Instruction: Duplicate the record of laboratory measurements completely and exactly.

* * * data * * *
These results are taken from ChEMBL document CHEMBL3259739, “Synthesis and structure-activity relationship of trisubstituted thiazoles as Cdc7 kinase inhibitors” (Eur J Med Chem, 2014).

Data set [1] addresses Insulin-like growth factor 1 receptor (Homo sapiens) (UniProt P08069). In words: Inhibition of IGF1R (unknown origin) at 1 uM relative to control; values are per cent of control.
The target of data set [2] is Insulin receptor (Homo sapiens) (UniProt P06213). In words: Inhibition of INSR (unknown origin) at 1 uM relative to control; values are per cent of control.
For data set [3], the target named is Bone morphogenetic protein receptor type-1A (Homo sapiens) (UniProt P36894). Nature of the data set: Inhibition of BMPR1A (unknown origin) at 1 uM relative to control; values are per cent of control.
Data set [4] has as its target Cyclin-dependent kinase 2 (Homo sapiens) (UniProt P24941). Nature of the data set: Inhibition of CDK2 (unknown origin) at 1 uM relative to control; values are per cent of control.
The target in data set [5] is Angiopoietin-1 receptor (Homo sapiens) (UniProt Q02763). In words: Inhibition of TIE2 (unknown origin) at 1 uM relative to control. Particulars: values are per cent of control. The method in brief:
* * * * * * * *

These results are taken from ChEMBL document CHEMBL3259739, “Synthesis and structure-activity relationship of trisubstituted thiazoles as Cdc7 kinase inhibitors” (Eur J Med Chem, 2014).

Data set [1] addresses Insulin-like growth factor 1 receptor (Homo sapiens) (UniProt P08069). In words: Inhibition of IGF1R (unknown origin) at 1 uM relative to control; values are per cent of control.
The target of data set [2] is Insulin receptor (Homo sapiens) (UniProt P06213). In words: Inhibition of INSR (unknown origin) at 1 uM relative to control; values are per cent of control.
For data set [3], the target named is Bone morphogenetic protein receptor type-1A (Homo sapiens) (UniProt P36894). Nature of the data set: Inhibition of BMPR1A (unknown origin) at 1 uM relative to control; values are per cent of control.
Data set [4] has as its target Cyclin-dependent kinase 2 (Homo sapiens) (UniProt P24941). Nature of the data set: Inhibition of CDK2 (unknown origin) at 1 uM relative to control; values are per cent of control.
The target in data set [5] is Angiopoietin-1 receptor (Homo sapiens) (UniProt Q02763). In words: Inhibition of TIE2 (unknown origin) at 1 uM relative to control. Particulars: values are per cent of control. The method in brief: